About us

Drama for Life, based at the University of the Witwatersrand School of Arts, is dedicated to arts for social transformation and healing.

Drama for Life is internationally recognised as the University of the Witwatersrand’s unique postgraduate academic, research and community engagement department that brings together the disciplines of Applied Drama and Theatre, Performance Ethnography, Performance as Research, Arts Education, Drama Therapy and Expressive Arts Therapies within the context of a critical reflexive praxis.

Our unique programme of education prepares arts-based researchers, arts activists, theatre-makers, performance artists, directors, applied drama and theatre facilitators, drama educators, arts educators, drama therapists and expressive-arts therapists to create interventions, performances, rituals and processes that skilfully and appropriately address social transformation and healing in a wide range of education, health and social contexts.

Our ethos is driven by three key questions:

  • What does it mean to be human in the 21st century?
  • How can we learn to be resilient, without compromising our humanity, as we engage with the enormous challenges of change in the 21st century?
  • And, in so doing, how can we effectively use the arts, without compromising its aesthetic power, to bring about meaningful, sustainable social transformation and healing?

​Our Student body

DFL's general student body come from two different entry streams. The first stream brings individuals via conventional progression from secondary school study, into tertiary study and subsequent bachelor’s degree completion. A second, and significant percentage, come via recognition of prior learning channels that include certified DFL community programmes and short courses.

Our students are our main strength. Current students are impacted by our unique learning environment, strengthen their ability to express themselves in their chosen and cultural informed art forms, and are able to in turn engage with local communities in a dialogical, appreciative and critically reflective manner, being impacted and intern impacting communities during their studies.

Our alumni enter the world of work and life with a unique and wide range of skills that can transform and heal the communities and individuals they choose to work with ending up in a variety of institutions ranging from educational spaces from early childhood development through to higher education, NGO’s government institutions, legal clinics, health clinics, orphanages, community arts centres, main stream arts centres and the list goes on. In all these spaces they continue to establish and evolve dialogical learning spaces that embrace indigenous knowledge systems, arts and critical reflectivity.

How we teach and learn

Drama for Life prioritises the implementation of an Applied Drama and Theatre teaching and learning practice that is premised on our bodies operating within social and cultural contexts. Furthermore, experiential pedagogy is reliant on physical presence and human contact for the purposes of reflection, transformation, education, and healing. With the arrival of the COVID-19 pandemic and its ongoing social fragmenting aftermath, coupled with technological advancement, this complex pedagogy is developing into new and nuanced practises, innovations, and research.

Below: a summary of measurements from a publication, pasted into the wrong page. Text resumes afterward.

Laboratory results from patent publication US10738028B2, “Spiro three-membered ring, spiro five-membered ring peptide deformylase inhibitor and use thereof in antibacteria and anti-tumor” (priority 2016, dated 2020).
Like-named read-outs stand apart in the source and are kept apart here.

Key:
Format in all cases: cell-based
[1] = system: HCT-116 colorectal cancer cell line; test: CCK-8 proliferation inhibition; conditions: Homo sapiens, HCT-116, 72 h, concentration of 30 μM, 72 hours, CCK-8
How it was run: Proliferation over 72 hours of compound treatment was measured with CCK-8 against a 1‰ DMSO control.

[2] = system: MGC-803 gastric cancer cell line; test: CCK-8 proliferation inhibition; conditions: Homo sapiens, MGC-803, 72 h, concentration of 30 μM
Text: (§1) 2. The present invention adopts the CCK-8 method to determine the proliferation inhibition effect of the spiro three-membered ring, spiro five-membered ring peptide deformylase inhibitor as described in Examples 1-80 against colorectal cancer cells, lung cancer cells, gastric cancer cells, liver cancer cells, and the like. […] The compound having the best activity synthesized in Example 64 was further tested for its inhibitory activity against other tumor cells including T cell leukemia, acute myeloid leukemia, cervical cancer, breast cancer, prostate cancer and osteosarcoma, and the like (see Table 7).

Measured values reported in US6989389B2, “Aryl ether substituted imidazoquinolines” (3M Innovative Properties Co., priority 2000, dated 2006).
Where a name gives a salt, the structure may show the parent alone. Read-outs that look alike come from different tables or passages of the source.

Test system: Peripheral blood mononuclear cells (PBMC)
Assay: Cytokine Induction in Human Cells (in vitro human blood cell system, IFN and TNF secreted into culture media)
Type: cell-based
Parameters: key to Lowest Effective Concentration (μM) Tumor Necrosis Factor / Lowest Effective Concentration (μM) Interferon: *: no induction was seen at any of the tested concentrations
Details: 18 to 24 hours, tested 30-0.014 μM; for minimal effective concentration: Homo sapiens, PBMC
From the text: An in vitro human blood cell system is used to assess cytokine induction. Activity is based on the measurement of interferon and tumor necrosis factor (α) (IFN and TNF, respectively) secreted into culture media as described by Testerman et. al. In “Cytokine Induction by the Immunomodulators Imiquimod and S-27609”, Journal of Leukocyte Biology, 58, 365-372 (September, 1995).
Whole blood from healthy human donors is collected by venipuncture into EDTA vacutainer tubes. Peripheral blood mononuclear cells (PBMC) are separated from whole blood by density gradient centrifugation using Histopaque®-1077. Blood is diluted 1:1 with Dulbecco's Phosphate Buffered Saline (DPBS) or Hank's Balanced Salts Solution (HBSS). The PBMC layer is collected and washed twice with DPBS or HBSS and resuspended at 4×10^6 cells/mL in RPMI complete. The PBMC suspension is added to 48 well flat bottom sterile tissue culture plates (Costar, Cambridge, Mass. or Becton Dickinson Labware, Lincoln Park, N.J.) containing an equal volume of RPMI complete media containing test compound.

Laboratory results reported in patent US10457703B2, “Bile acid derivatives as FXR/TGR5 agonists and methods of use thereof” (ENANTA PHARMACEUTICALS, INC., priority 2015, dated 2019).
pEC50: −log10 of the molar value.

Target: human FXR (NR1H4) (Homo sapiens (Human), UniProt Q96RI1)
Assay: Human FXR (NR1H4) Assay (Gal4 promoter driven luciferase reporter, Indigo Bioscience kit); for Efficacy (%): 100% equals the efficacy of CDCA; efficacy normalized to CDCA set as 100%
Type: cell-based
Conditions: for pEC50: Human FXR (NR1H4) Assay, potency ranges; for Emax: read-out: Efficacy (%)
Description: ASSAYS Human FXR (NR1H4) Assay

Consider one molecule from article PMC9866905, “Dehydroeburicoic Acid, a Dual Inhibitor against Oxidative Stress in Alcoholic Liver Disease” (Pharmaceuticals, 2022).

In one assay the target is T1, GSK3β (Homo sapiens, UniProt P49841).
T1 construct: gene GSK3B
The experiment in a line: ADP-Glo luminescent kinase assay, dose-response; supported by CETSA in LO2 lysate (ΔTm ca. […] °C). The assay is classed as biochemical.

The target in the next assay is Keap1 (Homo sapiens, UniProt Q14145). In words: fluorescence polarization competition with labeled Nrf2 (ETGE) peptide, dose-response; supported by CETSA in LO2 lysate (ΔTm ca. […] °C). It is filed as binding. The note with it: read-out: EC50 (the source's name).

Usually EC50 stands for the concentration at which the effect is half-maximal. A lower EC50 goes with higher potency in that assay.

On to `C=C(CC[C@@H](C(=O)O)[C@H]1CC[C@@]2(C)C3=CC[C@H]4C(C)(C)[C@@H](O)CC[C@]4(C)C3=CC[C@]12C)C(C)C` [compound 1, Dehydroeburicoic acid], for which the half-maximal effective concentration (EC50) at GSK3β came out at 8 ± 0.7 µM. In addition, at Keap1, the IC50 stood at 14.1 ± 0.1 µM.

At the very core of what we want to achieve, pedagogically, is to challenge the barriers and historically divisive systemic inequalities that manifest in gender, geographic, racial, and socio-economic challenges.

Our milieu-based learning environment

DFL strives to create a teaching and learning community that affirms belonging, shared purpose, and collaborative and people-driven practice. In this way the invisibility of the individual student experience, that is common within a large education institution is minimised.

Leveraging the arts and indigenous ways of knowing

By further embracing embodied and indigenous ways of knowing, art forms, languages and storytelling frames, the DFL pedagogy helps students to feel they can belong. To the extent that this is achieved, they can become immersed in processing their lived experiences, and to be a witness to the processing of others, from myriad perspectives. This context enlivens a generative space in which agency is strengthened and critical reflectivity cultivated.

Dialogical teaching philosophy, immersed in context and civic engagement

One of DFL’s theoretical foundations is Paulo Freire’s dialogical teaching philosophy that positions the student and the teacher on a more equal playing field acknowledging the understanding and experience that students enter the classroom with. The same philosophy drives us into community contexts for student learning, positioning community members and leaders also as vessels of knowledge that students and staff learn from. WE therefore have an engaged pedagogy that embraces civic engagement building dialogue between the University and the communities they relate to and serve.

Critical reflective and reflexive practise

A core skill that our therapists and practitioners must develop, is critical reflective practise - taught in each year of study as a core course of the degrees we offer. Our graduates embody intricate reflective skills such as deep listening, creating connections, being present, awareness and self-management.